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I was curious why daylight and tungsten was easier to deal with, especially for skin tones. Looking at the spectral distribution of light, tungsten and real daylight provide a continuous spectrum of light, while fluorescent/CFL produce highly spiked light- not continuous. The good news is that the latest LED lights come very close to tungsten/daylight for continuous spectral light. I've got some low-cost CFLs in 2x3 and 2x2 light rigs: I'm going to replace the CFLs with LED bulbs at around 5000K (probably Cree- thanks for the tip FilmMan!) to match the other ~5000K LED lights I use (currently Z96, YN300, YN600, and F&V R-300). An LED spot in a clamp-on work light will also be handy. http://www.cs.cmu.edu/~zhuxj/astro/html/spectrometer.html http://www.popularmechanics.com/technology/gadgets/tests/incandescent-vs-compact-fluorescent-vs-led-ultimate-light-bulb-test#slide-1 (see the spectral charts) (CFL can work OK, but I had to use a tuned camera color profile and make sure WB was set carefully, otherwise trying to fix in post was time consuming).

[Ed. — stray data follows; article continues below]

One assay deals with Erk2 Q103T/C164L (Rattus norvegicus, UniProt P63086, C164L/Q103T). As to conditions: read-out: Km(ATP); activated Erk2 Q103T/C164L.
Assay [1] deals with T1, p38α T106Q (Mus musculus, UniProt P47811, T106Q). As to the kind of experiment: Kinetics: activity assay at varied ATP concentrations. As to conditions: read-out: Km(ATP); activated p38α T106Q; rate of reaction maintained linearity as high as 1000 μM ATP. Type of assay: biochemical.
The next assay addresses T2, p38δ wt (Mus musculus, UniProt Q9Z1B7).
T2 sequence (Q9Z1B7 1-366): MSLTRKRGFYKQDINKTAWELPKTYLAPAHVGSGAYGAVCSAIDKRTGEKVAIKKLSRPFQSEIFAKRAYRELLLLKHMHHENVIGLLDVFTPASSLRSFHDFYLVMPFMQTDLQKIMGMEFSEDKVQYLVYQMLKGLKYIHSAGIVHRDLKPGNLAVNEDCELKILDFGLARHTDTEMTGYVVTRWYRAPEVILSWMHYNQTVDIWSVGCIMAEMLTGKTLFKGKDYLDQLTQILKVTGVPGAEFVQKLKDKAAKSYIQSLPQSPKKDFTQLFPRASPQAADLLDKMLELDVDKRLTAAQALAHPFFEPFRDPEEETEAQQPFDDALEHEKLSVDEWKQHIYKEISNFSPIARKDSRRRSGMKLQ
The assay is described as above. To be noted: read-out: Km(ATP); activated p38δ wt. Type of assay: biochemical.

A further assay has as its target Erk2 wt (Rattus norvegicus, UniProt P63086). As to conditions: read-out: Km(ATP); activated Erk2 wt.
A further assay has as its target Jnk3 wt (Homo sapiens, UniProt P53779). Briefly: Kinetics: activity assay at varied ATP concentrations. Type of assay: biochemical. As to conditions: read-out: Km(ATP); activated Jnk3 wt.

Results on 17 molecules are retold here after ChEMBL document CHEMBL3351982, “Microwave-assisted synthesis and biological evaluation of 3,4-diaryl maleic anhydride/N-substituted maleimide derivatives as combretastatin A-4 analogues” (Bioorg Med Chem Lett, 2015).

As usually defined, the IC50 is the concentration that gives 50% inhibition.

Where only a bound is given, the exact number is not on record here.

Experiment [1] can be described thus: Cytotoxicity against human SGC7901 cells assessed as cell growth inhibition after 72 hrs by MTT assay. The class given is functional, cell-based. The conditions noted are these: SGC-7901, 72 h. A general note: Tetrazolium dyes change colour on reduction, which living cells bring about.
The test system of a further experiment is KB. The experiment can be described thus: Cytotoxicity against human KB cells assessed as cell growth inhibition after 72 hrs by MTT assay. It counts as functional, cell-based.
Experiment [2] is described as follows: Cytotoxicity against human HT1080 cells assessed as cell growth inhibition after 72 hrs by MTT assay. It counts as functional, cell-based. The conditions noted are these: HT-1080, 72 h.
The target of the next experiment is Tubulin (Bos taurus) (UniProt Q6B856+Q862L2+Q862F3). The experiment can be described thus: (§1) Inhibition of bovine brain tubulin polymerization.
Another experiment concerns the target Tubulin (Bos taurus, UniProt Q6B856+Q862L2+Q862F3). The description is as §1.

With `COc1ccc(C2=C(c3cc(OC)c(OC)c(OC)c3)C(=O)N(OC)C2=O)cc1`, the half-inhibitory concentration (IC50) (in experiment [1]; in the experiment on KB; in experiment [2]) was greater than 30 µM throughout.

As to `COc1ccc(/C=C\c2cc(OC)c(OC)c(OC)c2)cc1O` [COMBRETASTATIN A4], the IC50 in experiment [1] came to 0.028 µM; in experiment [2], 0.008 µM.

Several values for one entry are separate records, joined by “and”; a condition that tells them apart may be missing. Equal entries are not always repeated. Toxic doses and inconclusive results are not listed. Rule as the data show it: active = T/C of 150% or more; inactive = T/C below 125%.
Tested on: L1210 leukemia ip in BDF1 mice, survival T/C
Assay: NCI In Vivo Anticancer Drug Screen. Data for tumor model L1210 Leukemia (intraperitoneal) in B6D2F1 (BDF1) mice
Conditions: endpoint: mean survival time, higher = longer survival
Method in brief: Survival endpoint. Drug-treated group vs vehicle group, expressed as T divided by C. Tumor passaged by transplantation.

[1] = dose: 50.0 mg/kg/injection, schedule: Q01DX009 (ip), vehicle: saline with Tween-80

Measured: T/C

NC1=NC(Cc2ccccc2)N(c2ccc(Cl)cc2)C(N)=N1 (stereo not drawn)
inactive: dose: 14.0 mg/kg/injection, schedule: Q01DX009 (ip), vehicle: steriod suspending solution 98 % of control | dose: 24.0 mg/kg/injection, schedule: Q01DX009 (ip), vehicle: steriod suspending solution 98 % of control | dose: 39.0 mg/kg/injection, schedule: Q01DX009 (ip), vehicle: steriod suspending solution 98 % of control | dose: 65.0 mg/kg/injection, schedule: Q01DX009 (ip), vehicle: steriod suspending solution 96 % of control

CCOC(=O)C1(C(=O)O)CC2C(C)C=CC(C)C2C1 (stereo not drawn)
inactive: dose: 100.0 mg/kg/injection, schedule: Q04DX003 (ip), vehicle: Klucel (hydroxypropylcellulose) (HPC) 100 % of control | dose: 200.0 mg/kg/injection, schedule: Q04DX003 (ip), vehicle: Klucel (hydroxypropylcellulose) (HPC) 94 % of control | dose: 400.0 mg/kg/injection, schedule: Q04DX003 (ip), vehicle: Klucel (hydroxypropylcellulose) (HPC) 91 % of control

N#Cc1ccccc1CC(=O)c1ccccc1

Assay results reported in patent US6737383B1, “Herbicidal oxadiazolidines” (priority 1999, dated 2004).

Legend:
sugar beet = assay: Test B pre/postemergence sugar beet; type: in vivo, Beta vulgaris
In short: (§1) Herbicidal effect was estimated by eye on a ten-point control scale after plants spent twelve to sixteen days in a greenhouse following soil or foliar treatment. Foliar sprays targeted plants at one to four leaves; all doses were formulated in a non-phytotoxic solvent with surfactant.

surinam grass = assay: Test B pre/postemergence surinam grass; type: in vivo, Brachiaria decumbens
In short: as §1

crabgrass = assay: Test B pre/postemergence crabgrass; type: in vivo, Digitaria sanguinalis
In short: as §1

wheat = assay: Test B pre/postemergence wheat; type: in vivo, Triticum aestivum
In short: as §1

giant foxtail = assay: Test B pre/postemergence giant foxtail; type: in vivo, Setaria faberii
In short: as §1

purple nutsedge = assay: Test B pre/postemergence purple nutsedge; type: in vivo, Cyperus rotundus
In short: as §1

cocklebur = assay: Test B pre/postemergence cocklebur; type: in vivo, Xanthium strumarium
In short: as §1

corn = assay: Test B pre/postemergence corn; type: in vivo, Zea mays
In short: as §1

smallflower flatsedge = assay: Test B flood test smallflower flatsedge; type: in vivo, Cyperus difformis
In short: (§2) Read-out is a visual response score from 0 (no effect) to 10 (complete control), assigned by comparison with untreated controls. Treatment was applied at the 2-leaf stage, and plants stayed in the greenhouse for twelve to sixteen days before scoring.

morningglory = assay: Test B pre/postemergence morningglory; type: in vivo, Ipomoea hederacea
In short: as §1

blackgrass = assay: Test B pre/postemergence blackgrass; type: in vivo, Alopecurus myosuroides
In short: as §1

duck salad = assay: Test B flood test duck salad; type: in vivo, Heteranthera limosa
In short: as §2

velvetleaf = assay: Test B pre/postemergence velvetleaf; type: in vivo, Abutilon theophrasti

Cheap CFL bulbs are convenient, efficient and economical - but they typically have a lower Colour rendering index compared to Tungsten based lights and other more expensive lighting systems. Just how much of a difference is there? You decide (additional images/stills on my website: http://www.tommajerski.com/critest.html ) Shot on the BMCC 2.5k in Raw mode. Samyang 35mm 1.4 lens with no ND or filters. White balanced perfectly before the same colour grade was applied in Davinci Resolve 10. Debayered to UHD for better youtube viewing quality. For best results, set it to 4k quality and video on a HD monitor. White balanced exactly to the same point before applying a simple Contrast + Saturation grade. Debayered to 4k for best youtube viewing quality: Select 4k Streaming